In fact, the U.S. is not alone in imposing a travel ban. Australia, New Zealand, Japan, Pakistan, Russia and Italy have followed suit. Hong Kong has closed all but three of its 16 ports of entry with mainland China. And China itself has ring-fenced Hubei province from the rest of the country.
Hong Kong Chief Executive Carrie Lam, second from left, speaks in Hong Kong during a press conference about the coronavirus outbreak (Jerrome Favre/EPA)
And the U.S has offered China help. The U.S. Health and Human Services Secretary Alex Azar has made several offers to send a team from the Centers for Disease Control to Wuhan to help out, but Beijing has failed to respond.
On Monday, Canada earned the dubious distinction of being contrasted with the United States and thanked and congratulated by China’s foreign ministry. Ottawa earned its pat on the head by following the example of China-compliant states in Southeast Asia and allowing flights from China to continue, with airport screening awaiting arrivals. But while the United States, Australia and South Korea were allowed to quickly evacuate their citizens from Hubei, Canada waited for days on Beijing’s approval to evacuate more than 300 Canadians stuck there. (Ottawa finally got the green light on Tuesday for a flight that wouldn’t depart for another two days.)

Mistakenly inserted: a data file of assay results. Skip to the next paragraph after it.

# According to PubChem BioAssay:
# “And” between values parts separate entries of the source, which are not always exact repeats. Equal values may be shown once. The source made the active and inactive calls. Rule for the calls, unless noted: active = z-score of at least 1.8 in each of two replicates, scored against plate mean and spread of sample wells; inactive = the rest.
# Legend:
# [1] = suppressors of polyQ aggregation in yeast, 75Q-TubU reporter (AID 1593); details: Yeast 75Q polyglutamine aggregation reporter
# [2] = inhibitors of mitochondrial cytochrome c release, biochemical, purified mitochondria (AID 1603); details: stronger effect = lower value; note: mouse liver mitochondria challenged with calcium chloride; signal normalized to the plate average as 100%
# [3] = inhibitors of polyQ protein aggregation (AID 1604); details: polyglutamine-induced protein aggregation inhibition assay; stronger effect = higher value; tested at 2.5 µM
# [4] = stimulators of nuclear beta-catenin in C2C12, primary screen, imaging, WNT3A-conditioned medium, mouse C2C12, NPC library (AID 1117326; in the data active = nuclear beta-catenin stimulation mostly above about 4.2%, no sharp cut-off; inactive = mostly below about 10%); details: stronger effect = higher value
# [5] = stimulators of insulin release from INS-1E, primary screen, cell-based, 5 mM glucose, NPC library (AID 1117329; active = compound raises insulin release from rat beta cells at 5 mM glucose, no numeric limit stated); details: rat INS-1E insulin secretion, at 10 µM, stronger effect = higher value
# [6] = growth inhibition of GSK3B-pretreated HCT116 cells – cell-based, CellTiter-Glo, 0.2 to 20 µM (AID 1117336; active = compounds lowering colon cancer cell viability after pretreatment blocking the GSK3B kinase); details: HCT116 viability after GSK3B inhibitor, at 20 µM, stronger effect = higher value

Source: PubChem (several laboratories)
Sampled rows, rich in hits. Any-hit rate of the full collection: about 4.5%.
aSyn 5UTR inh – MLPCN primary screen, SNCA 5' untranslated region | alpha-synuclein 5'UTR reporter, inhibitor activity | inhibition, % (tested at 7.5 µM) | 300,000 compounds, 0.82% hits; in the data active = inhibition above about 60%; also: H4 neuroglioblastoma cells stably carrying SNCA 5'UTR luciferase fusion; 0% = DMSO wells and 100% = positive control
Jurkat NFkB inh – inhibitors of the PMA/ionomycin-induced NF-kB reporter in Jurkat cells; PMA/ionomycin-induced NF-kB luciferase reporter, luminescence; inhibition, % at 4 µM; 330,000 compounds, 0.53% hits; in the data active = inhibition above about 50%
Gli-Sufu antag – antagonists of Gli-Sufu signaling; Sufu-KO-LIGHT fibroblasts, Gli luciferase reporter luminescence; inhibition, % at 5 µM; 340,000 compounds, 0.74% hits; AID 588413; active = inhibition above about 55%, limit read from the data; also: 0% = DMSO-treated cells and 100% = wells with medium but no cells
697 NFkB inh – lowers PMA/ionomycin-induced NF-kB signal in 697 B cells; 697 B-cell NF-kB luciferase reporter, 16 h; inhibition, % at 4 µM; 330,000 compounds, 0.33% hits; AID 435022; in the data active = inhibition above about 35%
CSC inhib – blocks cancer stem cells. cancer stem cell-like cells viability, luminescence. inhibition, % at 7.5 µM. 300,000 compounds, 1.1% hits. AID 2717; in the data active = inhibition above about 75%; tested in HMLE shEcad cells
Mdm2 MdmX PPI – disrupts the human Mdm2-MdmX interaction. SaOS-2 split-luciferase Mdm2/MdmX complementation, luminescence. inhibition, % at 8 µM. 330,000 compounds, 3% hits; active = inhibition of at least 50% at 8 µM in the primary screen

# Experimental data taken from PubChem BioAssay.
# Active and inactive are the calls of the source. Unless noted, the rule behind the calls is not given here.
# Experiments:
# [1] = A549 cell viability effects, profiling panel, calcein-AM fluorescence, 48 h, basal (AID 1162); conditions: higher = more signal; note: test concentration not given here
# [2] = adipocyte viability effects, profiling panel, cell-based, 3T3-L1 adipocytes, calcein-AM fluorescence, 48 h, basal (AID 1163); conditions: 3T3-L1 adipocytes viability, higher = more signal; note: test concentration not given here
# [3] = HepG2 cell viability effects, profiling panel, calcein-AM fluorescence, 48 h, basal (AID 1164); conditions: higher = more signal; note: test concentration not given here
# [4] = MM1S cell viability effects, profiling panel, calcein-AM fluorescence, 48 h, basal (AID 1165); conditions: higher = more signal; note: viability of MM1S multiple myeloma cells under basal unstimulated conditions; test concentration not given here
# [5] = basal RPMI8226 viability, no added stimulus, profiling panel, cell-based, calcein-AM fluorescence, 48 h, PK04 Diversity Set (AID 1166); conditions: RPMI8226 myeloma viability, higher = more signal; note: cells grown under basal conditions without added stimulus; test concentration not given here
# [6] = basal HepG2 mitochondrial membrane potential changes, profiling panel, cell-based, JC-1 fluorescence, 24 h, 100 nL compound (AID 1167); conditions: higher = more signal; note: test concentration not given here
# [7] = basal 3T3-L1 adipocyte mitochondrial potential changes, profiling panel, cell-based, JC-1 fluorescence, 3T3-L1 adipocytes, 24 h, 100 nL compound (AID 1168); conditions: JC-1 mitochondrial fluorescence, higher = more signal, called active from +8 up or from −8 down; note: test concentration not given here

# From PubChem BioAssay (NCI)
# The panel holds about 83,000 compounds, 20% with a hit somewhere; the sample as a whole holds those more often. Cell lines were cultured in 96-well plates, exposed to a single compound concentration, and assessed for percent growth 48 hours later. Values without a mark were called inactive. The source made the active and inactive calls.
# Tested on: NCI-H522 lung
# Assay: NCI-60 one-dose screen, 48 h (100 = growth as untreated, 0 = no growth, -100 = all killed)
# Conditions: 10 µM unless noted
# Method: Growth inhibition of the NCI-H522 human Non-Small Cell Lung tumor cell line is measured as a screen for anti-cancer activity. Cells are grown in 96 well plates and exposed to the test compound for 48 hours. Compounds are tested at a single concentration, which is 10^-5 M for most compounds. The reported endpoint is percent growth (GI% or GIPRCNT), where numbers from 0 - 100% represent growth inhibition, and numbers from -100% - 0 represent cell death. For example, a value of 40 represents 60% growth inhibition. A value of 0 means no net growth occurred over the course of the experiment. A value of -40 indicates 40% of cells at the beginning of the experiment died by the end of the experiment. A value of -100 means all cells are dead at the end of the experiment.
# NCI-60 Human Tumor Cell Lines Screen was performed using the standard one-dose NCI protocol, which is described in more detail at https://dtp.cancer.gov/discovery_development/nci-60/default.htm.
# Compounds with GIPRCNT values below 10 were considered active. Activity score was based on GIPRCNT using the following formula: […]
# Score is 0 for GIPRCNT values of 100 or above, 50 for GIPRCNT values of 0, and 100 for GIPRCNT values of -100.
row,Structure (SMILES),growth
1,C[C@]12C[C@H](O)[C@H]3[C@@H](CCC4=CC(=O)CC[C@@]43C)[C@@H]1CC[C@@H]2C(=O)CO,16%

Upon their return, the stranded Canadians are expected to be quarantined at Trenton Canadian Forces base for two weeks.
As for where the Wuhan coronavirus came from, early speculation that it was an open-air market in Wuhan that traffics in wild meat got a bit of a boost on Monday. It is not true that a video circulating on social media depicting a woman eating a bat was filmed recently in Wuhan. In fact the video was filmed in 2016 in Palau, in Micronesia.
But a study published in the journal Nature on Monday reports that the Wuhan Institute of Virology has determined that the new coronavirus is 96 per cent genetically identical to a virus found in bats from China’s Yunnan province, and 80 per cent genetically similar to the SARS virus from 2002 and 2003.
Meanwhile, the controversial Israeli rabbi Matityahu Glazerson has been expounding upon his thesis that by application of a sort of “code” to analyze biblical texts, the Wuhan virus can be seen to have been predicted in the Torah. Which seems implausible.
A competing internet rumour proposes that the Wuhan virus was in fact predicted in a 1993 episode of the cartoon sitcom The Simpsons, a claim that to no reasonable person’s surprise has turned out to be false.